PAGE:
Arizona Center for Afterschool Excellence (AzCASE) update for May 4 — New Toolkit: An Afterschool Guide to Partnering on Career and Technical Education

| May 6, 2019

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New Toolkit: An Afterschool Guide to Partnering on Career and Technical Education
 
From Afterschool Snack
In July 2018, the Strengthening Career and Technical Education for the 21st Century Act, or Perkins V, was passed by Congress and signed into law. The legislation reauthorizes the Carl D. Perkins Career and Technical Education Act and provides much needed updates to the law that reflect the ever changing needs of the students and the workforce. Fortunately for the afterschool field, new updates to the law provide opportunities for statewide afterschool networks, along with programs and providers, to engage their state and local school districts, community colleges, and technical schools on how afterschool and summer programs contribute to the development of workforce skills, career interest, and job readiness among students. The Afterschool Alliance has created a toolkit to provide afterschool stakeholders and advocates with specific guidance on how to utilize a number of new updates provided in Perkins V to improve the use of afterschool programming as a core strategy to improve workforce/career development programs.
 
Funding Opportunity: Women & Minorities in STEM Fields
Deadline: May 21, 2019
The United States Department of Agriculture seeks proposals for a grant that supports research, education/teaching, and extension projects that increase participation by women and underrepresented minorities from rural areas in STEM. NIFA intends this program to address educational needs within broadly defined areas of food, agriculture, natural resources, and human (FANH) sciences. Applications recommended for funding must highlight and emphasize the development of a competent and qualified workforce in the FAHN sciences. WAMS-funded projects improve the economic health and viability of rural communities by developing research and extension initiatives that focus on new and emerging employment opportunities in STEM occupations. Projects that contribute to the economic viability of rural communities are also encouraged.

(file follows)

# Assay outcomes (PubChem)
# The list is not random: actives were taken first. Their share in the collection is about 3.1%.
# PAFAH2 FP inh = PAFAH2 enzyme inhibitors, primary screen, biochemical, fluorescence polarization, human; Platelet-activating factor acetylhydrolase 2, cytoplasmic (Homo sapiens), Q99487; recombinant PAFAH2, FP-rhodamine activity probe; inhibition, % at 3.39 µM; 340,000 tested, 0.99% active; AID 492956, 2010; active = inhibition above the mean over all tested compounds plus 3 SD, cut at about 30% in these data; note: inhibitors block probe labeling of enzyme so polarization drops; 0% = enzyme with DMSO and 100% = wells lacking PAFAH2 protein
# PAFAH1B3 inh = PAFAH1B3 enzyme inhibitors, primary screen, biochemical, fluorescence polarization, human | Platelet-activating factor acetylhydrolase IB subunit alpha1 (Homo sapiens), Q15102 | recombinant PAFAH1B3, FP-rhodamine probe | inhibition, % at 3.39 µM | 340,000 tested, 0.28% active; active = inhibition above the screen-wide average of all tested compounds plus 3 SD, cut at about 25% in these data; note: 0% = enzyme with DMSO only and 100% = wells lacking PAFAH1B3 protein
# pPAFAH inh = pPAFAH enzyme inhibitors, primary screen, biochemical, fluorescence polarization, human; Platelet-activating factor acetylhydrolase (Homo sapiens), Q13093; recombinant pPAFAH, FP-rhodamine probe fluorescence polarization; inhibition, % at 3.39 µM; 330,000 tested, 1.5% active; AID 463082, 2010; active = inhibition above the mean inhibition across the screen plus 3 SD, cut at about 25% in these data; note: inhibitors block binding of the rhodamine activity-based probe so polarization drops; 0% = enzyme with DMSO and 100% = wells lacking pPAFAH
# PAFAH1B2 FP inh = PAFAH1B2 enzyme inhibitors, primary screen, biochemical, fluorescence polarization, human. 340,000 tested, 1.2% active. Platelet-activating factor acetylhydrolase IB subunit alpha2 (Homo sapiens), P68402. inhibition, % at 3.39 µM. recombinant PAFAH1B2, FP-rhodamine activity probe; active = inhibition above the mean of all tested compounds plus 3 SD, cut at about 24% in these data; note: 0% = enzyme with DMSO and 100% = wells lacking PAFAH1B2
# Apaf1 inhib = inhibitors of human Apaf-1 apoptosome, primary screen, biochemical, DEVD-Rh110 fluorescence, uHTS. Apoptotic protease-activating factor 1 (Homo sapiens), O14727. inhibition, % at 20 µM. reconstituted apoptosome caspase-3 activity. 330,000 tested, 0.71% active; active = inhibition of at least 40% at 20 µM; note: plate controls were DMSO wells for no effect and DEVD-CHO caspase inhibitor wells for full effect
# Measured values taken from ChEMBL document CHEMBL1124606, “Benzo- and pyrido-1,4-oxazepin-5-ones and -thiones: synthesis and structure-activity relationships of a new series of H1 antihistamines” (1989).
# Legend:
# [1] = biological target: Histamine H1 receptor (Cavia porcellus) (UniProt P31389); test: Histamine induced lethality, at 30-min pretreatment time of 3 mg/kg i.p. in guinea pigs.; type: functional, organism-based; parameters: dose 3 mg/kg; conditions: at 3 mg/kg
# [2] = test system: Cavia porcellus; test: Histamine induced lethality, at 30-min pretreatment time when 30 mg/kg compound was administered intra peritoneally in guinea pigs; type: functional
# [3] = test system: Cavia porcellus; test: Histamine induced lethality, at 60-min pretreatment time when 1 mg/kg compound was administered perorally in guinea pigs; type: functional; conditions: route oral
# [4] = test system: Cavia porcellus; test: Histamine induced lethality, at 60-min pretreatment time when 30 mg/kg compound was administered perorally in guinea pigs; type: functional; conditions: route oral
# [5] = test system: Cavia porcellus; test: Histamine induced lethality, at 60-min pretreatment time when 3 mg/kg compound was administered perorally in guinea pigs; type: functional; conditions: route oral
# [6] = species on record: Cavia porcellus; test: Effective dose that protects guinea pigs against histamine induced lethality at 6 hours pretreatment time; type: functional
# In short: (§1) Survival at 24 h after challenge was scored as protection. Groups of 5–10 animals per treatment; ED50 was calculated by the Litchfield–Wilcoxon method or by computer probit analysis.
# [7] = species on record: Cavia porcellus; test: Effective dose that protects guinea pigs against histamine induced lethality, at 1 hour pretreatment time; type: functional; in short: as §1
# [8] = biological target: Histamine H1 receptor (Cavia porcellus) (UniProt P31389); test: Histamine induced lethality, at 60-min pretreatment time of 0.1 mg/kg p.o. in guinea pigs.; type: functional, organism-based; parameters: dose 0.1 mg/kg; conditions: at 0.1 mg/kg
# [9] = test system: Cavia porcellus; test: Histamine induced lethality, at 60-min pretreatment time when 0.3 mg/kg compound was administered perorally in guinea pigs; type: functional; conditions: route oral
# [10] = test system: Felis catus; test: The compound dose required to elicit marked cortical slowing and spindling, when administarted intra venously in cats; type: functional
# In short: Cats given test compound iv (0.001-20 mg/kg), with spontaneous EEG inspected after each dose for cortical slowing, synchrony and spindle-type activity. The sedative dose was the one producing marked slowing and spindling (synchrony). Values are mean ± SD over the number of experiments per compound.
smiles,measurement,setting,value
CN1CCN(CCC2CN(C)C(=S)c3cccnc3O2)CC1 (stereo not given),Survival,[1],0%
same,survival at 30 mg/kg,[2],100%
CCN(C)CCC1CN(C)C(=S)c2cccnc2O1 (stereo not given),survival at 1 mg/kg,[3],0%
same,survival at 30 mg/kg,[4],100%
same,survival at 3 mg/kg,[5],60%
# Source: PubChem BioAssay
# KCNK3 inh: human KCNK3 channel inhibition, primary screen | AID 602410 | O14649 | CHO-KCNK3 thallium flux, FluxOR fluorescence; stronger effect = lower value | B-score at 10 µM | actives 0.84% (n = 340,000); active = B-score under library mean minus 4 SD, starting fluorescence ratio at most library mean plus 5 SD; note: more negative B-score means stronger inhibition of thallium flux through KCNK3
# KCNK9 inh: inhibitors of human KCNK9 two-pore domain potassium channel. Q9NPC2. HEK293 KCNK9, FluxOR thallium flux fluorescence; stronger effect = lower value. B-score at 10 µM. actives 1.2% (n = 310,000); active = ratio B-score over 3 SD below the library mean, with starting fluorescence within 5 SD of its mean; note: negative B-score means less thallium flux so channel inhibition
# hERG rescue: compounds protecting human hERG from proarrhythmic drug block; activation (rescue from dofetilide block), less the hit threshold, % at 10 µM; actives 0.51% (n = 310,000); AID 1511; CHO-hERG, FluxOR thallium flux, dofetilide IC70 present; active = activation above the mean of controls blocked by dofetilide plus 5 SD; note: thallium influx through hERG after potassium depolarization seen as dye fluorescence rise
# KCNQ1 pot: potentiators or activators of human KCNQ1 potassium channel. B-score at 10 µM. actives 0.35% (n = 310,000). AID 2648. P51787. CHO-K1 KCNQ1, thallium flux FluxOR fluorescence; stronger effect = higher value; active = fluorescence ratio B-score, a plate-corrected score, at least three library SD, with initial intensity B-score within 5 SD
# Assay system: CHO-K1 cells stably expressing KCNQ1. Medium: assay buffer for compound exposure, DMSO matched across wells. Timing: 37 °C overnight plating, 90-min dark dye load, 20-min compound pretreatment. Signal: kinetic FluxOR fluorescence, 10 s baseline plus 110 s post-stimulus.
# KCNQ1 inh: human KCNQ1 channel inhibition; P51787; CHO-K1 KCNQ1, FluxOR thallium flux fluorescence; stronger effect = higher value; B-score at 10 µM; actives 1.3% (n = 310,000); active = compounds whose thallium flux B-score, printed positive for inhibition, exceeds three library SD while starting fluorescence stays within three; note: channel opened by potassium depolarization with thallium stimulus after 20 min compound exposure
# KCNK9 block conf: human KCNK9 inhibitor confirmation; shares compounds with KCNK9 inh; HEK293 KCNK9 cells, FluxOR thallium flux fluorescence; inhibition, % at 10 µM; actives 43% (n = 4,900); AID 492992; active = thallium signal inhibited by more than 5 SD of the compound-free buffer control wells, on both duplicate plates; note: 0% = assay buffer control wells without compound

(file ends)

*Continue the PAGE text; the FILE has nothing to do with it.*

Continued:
Insurance Didn’t Cover 2-year-old’s Wheelchair So a High School Robotics Team Built One
From The Hill
 
A 2-year-old boy suffering from a rare genetic disorder that doesn’t allow him to walk needed an electric wheelchair that his parents insurance didn’t cover, so a high school robotics team built him one instead. The Farmington High School robotics team in Minnesota last year built 2-year-old Cillian Jackson a custom electric wheelchair with the help of the University of Delaware’s GoBabyGo program, which specializes in creating custom devices for children with limited mobility, according to CBS News. Using plans and models sent from the GoBabyGo program, the Rogue Robotics Team from Farmington High School created Jackson an electric wheelchair that was converted from a Power Wheels toy car originally meant for playing in the yard.
 
Arizona Center for Afterschool Excellence
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Category: Advocacy, Education, Educational Opportunities, Programs

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